A third of small and mid-sized practices are considering merging in the next two or three years and one in five are likely to seek external investment, according to the results of the Law Society Law Management Section’s latest benchmarking survey.
The report, published today, revealed that while firms are looking at merging with other law practices, mergers with an independent financial adviser, accountancy practice, estate agent or other non-lawyer were considered unlikely by the vast majority.
Of the 166 firms that responded, one in five said they were likely to seek external investment for expansion, and a similar number thought it likely that they would bring in one or more non-lawyer owners, for example, in HR, IT, or finance or their spouse.
One in six reported that they would sell the practice to a third party if the opportunity arose.
Firms had less appetite for joining groups or networks, such as QualitySolicitors, Connect2Law or Local Law, with less than 10% thinking their practice would be likely to join one in the next few years.
The 13th annual health check on the profession shows that median fee income increased by 3.6% in 2012 as firms continued to adapt to challenges in the legal marketplace, better than the 1% growth seen last year.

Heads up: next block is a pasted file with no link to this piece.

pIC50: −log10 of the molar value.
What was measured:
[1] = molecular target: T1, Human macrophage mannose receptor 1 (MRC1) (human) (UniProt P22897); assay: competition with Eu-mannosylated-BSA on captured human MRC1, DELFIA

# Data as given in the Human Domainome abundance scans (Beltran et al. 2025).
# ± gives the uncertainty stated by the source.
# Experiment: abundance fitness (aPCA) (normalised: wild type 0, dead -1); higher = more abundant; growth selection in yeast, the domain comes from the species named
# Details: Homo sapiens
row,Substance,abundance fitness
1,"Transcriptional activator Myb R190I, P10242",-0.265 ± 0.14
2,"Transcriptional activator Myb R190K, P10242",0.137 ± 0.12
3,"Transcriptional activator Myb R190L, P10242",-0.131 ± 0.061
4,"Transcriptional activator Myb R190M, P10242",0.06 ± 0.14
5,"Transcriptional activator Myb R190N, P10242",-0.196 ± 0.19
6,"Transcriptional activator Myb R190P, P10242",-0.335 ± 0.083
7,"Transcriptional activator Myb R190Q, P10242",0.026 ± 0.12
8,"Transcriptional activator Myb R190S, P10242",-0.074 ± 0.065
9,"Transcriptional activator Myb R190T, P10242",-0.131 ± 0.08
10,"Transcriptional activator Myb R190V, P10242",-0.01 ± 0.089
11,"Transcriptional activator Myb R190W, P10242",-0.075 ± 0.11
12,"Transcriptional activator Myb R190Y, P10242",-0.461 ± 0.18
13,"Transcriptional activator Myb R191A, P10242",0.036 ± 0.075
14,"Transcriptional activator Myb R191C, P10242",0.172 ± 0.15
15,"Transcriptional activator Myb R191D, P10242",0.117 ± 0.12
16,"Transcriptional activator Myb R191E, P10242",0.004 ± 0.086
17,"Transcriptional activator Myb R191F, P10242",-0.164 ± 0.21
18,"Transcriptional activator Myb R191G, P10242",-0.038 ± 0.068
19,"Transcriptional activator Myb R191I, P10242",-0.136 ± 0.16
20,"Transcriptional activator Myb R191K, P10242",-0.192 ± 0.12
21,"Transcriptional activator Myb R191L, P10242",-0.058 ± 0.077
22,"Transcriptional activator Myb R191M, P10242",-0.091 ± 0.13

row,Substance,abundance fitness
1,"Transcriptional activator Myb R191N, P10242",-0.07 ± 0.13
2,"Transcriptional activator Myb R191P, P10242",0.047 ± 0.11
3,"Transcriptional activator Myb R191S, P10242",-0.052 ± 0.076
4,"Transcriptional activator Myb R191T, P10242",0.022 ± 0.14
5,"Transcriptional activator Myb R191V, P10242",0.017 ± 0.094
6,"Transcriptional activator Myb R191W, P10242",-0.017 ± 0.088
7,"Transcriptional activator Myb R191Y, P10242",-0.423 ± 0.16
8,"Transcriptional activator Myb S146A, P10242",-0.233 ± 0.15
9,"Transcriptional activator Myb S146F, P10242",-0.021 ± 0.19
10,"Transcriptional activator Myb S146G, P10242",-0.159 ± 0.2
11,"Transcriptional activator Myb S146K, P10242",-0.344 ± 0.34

While this is positive news, the report notes that with inflation hovering around 3% this means that there has been a small amount of growth in real terms.
Median fee income per equity partner rose 2.4% from £545,568 in 2011 to £558,773 and net profit per equity partner was up 3.6% from £116,432 to £120,677.
Average fees per fee earner also rose to £119,313, compared with £116,201 in 2011, an increase of 2.7%.
The number of redundancies made during the last year continued to fall, with 3.2% of staff losing their jobs. Meanwhile, almost 80% of participants recruited new staff - in total, they recruited 824 new staff.
With the imminent ban on referral fees for personal injury work, participants were asked how much they paid for on referrals, showing that a median 9.7% of fee income from personal injury and clinical negligence work was paid over to providers, down slightly on last year.
The trend to outsource key functions in order to reduce costs and improve the bottom line continued, revealing that 46% of practices outsource their IT infrastructure and development, with a similar percentage also outsourcing their IT user support.
Approximately one practice in six outsources secretarial support, 11% outsource their reception function and 37% outsource their payroll function.
Despite continued challenges, firms are slightly more confident looking ahead than they were last year, predicting a median growth of 3.6% in the year ahead, compared with the 3% median growth predicted for 2011/12.
LawSociety president Lucy Scott-Moncrieff said: ‘There's no one-size-fits-all approach that will help firms emerge from the recession or adapt to tough market conditions facing the sector, but for many law firms, a robust management system underpins their success.’
Chris Marston, head of professional practices at Lloyds TSB Commercial, which sponsors the survey, added: ‘This year’s survey results demonstrate once again the remarkable resilience of the solicitors' profession.’